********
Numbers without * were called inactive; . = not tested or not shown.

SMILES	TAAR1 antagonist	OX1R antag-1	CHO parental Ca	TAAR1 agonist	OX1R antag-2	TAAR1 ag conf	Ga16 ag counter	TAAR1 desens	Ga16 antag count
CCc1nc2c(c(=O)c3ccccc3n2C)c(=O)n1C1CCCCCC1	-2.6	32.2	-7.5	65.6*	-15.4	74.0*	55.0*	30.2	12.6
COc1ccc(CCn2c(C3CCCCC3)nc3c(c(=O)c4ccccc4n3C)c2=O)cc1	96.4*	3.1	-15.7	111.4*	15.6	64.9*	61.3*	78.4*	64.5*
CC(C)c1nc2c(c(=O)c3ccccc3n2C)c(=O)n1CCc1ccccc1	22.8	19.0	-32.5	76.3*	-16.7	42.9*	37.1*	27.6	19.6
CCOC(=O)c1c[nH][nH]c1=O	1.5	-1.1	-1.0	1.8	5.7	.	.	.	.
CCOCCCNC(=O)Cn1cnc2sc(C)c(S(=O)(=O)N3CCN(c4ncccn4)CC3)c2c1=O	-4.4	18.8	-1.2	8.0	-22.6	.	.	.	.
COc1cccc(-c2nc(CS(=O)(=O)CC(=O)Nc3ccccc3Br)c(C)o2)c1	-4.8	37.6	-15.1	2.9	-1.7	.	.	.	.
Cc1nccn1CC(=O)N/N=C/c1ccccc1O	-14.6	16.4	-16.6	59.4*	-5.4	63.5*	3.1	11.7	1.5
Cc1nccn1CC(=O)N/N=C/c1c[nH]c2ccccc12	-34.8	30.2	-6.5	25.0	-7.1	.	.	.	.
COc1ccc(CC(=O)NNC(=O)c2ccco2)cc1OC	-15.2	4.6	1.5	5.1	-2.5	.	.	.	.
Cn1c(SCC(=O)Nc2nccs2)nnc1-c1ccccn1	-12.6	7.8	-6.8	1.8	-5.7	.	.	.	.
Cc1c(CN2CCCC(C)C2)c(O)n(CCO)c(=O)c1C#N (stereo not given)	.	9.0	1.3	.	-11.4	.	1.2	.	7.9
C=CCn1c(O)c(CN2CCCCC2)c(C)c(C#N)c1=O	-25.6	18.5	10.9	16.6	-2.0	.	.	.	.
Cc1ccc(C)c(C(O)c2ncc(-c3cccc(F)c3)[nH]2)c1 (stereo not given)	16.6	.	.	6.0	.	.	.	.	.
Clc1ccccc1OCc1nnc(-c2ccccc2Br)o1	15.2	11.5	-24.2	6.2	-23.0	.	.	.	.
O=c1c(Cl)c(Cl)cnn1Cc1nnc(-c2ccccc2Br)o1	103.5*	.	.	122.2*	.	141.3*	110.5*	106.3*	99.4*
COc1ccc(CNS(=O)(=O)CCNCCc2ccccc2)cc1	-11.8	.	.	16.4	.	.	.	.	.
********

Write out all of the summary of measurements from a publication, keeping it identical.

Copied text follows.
Numbers without * were called inactive; . = not tested or not shown.

SMILES	TAAR1 antagonist	OX1R antag-1	CHO parental Ca	TAAR1 agonist	OX1R antag-2	TAAR1 ag conf	Ga16 ag counter	TAAR1 desens	Ga16 antag count
CCc1nc2c(c(=O)c3ccccc3n2C)c(=O)n1C1CCCCCC1	-2.6	32.2	-7.5	65.6*	-15.4	74.0*	55.0*	30.2	12.6
COc1ccc(CCn2c(C3CCCCC3)nc3c(c(=O)c4ccccc4n3C)c2=O)cc1	96.4*	3.1	-15.7	111.4*	15.6	64.9*	61.3*	78.4*	64.5*
CC(C)c1nc2c(c(=O)c3ccccc3n2C)c(=O)n1CCc1ccccc1	22.8	19.0	-32.5	76.3*	-16.7	42.9*	37.1*	27.6	19.6
CCOC(=O)c1c[nH][nH]c1=O	1.5	-1.1	-1.0	1.8	5.7	.	.	.	.
CCOCCCNC(=O)Cn1cnc2sc(C)c(S(=O)(=O)N3CCN(c4ncccn4)CC3)c2c1=O	-4.4	18.8	-1.2	8.0	-22.6	.	.	.	.
COc1cccc(-c2nc(CS(=O)(=O)CC(=O)Nc3ccccc3Br)c(C)o2)c1	-4.8	37.6	-15.1	2.9	-1.7	.	.	.	.
Cc1nccn1CC(=O)N/N=C/c1ccccc1O	-14.6	16.4	-16.6	59.4*	-5.4	63.5*	3.1	11.7	1.5
Cc1nccn1CC(=O)N/N=C/c1c[nH]c2ccccc12	-34.8	30.2	-6.5	25.0	-7.1	.	.	.	.
COc1ccc(CC(=O)NNC(=O)c2ccco2)cc1OC	-15.2	4.6	1.5	5.1	-2.5	.	.	.	.
Cn1c(SCC(=O)Nc2nccs2)nnc1-c1ccccn1	-12.6	7.8	-6.8	1.8	-5.7	.	.	.	.
Cc1c(CN2CCCC(C)C2)c(O)n(CCO)c(=O)c1C#N (stereo not given)	.	9.0	1.3	.	-11.4	.	1.2	.	7.9
C=CCn1c(O)c(CN2CCCCC2)c(C)c(C#N)c1=O	-25.6	18.5	10.9	16.6	-2.0	.	.	.	.
Cc1ccc(C)c(C(O)c2ncc(-c3cccc(F)c3)[nH]2)c1 (stereo not given)	16.6	.	.	6.0	.	.	.	.	.
Clc1ccccc1OCc1nnc(-c2ccccc2Br)o1	15.2	11.5	-24.2	6.2	-23.0	.	.	.	.
O=c1c(Cl)c(Cl)cnn1Cc1nnc(-c2ccccc2Br)o1	103.5*	.	.	122.2*	.	141.3*	110.5*	106.3*	99.4*
COc1ccc(CNS(=O)(=O)CCNCCc2ccccc2)cc1	-11.8	.	.	16.4	.	.	.	.	.